With Thanksgiving coming up at the end of this month, I naturally begin to think more and more about gratitude and the role it plays in my family. We have striven to teach our kids to appreciate what they have and be generous with others.
I’m constantly amazed at the similarities and differences between our girls. The oldest is better about saying “please” and the youngest is better about saying “thank you.”
I want to share a few things that we have learned that will hopefully help you teach your kids to be more grateful.
Lead by example
The number one way kids learn from you is by observing how you act, not by listening to what you say. That’s why I love the lyrics to the country song Watching you by Rodney Atkins. If you want grateful children, then you must first have a healthy attitude of gratitude yourself. To quote another country song (now you know what I listen to), “Be a best friend, tell the truth, and overuse I love you.” I think this
country world would be a significantly better place if we all were to overuse phrases like “Thank you” and “I love you.” And isn’t that what we are really saying when we are generous with others? We are saying “thank you” to whatever Creator you believe in for what we have and “I love you” to the person you are giving to. Let your children observe those habits in you first and foremost.
When giving, involve your children
My kids have too many toys. So every month or two, my wife goes through the toy box and dejunks. We then donate the toys either to neighbors of less means or to our local second hand store. What we have learned is that we need to involve our kids in this process for several reasons.
- They don’t wonder where their toys have gone if they saw them given away.
- We let them do the giving to neighbors. This is especially important if our girls play with the neighbors. We have given away our girls’ toys without them knowing and that later created confusion when they saw the neighbors playing with the toys. But more importantly, it gives our kids the opportunity to help their peers and see the joy that giving brings to the lives of their peers.
- When donating to an organization where our kids will not have the opportunity to see the people who benefit from the donations, we always make sure to tell them, “We need to give this toy to another little girl who doesn’t have any toys. She’s your friend. Can you help her?” By phrasing it as a question, we allow our children to make the decision to give.
By now, you are probably wondering why I’m talking so much about giving in a post about gratitude. I believe that giving and gratitude are almost synonymous. Why would I give if I weren’t grateful and how could I be grateful if I didn’t give? Consider Ebenezer Scrooge for a moment. Once transformed, he expressed his gratitude to the spirits by giving “in word and deed” every day for the rest of his days. In fact, the name Ebenezer is biblical and means gratitude.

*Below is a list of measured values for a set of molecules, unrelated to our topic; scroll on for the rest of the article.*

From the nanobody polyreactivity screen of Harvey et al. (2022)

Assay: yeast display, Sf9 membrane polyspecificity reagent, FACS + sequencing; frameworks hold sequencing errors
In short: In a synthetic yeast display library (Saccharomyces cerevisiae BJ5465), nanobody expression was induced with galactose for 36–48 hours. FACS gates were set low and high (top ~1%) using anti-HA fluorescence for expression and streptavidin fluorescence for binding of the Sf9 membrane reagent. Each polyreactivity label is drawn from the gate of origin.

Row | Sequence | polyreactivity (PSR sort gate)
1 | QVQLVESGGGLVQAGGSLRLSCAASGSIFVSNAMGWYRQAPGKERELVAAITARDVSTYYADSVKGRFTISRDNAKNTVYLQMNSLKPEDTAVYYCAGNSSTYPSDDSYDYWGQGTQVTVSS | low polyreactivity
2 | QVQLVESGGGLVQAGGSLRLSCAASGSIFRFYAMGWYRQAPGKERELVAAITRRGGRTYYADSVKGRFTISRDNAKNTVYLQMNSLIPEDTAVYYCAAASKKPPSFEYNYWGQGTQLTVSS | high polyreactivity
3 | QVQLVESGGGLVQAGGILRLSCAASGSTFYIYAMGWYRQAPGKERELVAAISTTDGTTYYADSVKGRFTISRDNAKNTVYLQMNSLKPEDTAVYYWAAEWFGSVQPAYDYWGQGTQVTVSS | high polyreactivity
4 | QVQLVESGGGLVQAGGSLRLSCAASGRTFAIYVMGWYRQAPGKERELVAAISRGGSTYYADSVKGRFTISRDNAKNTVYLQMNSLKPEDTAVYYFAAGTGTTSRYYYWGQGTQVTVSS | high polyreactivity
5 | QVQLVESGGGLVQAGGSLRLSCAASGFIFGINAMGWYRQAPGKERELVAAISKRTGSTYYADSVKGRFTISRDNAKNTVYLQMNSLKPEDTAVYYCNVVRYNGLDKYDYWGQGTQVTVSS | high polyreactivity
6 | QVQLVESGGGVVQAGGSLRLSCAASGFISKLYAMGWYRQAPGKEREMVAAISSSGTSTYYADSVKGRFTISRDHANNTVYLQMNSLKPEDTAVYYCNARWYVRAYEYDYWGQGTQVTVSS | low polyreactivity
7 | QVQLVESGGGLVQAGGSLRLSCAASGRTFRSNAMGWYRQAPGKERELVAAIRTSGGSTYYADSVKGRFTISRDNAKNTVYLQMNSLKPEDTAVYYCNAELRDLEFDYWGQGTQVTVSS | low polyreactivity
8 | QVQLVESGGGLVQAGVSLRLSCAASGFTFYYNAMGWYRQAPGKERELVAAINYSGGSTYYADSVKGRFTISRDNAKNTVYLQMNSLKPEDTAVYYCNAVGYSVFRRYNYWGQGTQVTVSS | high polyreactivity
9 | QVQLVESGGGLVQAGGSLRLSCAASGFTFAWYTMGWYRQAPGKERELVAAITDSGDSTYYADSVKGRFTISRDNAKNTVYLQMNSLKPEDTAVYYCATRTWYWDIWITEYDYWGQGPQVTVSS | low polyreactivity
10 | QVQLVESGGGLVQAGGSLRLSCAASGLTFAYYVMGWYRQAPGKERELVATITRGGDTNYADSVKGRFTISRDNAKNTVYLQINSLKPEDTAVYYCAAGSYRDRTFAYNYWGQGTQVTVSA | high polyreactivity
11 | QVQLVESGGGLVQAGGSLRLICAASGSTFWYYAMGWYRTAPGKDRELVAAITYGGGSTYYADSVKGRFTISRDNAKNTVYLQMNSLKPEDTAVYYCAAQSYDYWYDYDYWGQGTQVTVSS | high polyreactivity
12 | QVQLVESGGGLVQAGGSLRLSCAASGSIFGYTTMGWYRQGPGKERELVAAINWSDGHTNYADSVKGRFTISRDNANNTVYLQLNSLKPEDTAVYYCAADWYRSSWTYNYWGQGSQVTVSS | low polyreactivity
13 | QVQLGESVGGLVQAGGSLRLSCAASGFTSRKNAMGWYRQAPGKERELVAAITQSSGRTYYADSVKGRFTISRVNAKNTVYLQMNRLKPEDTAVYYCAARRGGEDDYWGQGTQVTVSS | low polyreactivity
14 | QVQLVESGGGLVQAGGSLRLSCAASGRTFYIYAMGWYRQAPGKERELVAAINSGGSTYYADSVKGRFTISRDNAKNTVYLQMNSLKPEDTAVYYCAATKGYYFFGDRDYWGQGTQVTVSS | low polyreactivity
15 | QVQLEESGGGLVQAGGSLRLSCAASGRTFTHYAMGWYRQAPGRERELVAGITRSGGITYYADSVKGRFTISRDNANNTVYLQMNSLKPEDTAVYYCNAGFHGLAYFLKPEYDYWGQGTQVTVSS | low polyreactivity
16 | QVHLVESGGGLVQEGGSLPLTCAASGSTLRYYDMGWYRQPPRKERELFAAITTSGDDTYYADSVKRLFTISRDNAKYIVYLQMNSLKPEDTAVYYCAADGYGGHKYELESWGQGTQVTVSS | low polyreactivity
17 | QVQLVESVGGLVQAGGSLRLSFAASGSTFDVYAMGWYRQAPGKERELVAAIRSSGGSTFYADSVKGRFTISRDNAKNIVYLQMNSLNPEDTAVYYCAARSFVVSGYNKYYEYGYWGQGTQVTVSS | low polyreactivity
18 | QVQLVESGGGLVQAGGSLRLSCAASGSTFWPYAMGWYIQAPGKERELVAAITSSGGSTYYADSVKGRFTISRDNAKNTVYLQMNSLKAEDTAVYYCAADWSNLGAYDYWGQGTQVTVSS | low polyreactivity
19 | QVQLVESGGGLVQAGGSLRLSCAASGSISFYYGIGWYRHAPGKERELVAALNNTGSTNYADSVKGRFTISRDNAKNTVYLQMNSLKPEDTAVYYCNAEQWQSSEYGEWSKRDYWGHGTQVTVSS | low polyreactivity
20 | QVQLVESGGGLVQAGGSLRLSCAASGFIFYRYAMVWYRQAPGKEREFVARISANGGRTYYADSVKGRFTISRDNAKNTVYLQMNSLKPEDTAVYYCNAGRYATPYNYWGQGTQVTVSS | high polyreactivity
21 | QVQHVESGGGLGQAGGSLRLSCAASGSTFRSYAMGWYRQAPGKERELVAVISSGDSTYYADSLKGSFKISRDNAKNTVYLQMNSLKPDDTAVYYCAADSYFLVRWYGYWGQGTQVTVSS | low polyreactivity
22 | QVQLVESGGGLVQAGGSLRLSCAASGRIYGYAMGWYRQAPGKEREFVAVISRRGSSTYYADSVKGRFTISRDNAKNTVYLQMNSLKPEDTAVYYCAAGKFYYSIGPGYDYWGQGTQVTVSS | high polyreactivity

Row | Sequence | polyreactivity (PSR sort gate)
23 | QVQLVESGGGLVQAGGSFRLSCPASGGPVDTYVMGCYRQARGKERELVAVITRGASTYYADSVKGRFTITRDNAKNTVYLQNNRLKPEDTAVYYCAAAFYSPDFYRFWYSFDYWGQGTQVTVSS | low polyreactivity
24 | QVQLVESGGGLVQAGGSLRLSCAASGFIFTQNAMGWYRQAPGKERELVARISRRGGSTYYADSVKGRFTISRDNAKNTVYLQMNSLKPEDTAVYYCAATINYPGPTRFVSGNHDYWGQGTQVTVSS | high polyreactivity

Reward gratitude with additional privileges and responsibilities
As I put my girls down for bed Halloween night this year, my three year old said to me, “Thank you daddy for taking us trick-or-treating.” That simple statement immediately warmed my heart. She demonstrated responsibility, maturity and gratitude in that moment. As a result, she has earned additional trust and willingness on my part to extend privileges and responsibilities to her. I am more willing to indulge her in certain areas such as getting to go trick-or-treating. Notice that I said “getting to go.” Participating in holiday festivities, especially ones that involve large amounts of sugar, are privileges, not rights. So as our kids show gratitude for the privileges afforded them, we reward them with additional privileges. It’s a cyclical process that, once rolling, can be a very powerful teacher and motivator.
Last, do not over-indulge your children
One of the biggest mistakes that I see parents making, for several reasons, is over-indulgence. How do you expect your kids to appreciate anything when they get everything? Let them learn to enjoy and appreciate what they have. In fact, what we do each year after Christmas is sort through all of the presents our girls received and put most of them away in our closet. We let them play with a few toys for either weeks or months, have them donate those toys and then we pull down several new items from the stash. This way, our girls have the opportunity to receive new toys throughout the year for good behavior and the opportunity to continuously donate toys to others. Similar to what I said before, toys are a privilege that is earned not a right. All too often, rights go unappreciated whereas privileges earned are cherished.
Ultimately, our children have to choose to be grateful. But we have the opportunity to give them habits and experiences that greatly encourage an attitude of gratitude.